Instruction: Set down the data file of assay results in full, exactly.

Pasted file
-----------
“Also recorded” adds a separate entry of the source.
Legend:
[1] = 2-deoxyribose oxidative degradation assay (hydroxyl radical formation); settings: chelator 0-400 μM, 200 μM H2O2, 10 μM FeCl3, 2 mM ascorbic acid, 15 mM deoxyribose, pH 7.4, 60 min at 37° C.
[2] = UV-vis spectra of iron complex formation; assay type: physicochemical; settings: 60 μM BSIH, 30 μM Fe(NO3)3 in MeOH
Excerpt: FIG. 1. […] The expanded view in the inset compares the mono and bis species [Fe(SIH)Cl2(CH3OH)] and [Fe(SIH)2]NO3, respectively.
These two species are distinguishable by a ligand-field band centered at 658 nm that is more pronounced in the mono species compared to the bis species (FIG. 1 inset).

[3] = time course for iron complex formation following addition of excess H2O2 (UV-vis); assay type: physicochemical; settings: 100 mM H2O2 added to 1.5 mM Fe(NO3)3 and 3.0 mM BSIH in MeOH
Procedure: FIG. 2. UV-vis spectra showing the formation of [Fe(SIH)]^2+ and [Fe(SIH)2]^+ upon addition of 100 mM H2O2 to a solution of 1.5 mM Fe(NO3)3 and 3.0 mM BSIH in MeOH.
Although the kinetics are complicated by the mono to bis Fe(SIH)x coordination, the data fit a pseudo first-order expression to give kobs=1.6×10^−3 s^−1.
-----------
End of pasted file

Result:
“Also recorded” adds a separate entry of the source.
Legend:
[1] = 2-deoxyribose oxidative degradation assay (hydroxyl radical formation); settings: chelator 0-400 μM, 200 μM H2O2, 10 μM FeCl3, 2 mM ascorbic acid, 15 mM deoxyribose, pH 7.4, 60 min at 37° C.
[2] = UV-vis spectra of iron complex formation; assay type: physicochemical; settings: 60 μM BSIH, 30 μM Fe(NO3)3 in MeOH
Excerpt: FIG. 1. […] The expanded view in the inset compares the mono and bis species [Fe(SIH)Cl2(CH3OH)] and [Fe(SIH)2]NO3, respectively.
These two species are distinguishable by a ligand-field band centered at 658 nm that is more pronounced in the mono species compared to the bis species (FIG. 1 inset).

[3] = time course for iron complex formation following addition of excess H2O2 (UV-vis); assay type: physicochemical; settings: 100 mM H2O2 added to 1.5 mM Fe(NO3)3 and 3.0 mM BSIH in MeOH
Procedure: FIG. 2. UV-vis spectra showing the formation of [Fe(SIH)]^2+ and [Fe(SIH)2]^+ upon addition of 100 mM H2O2 to a solution of 1.5 mM Fe(NO3)3 and 3.0 mM BSIH in MeOH.
Although the kinetics are complicated by the mono to bis Fe(SIH)x coordination, the data fit a pseudo first-order expression to give kobs=1.6×10^−3 s^−1.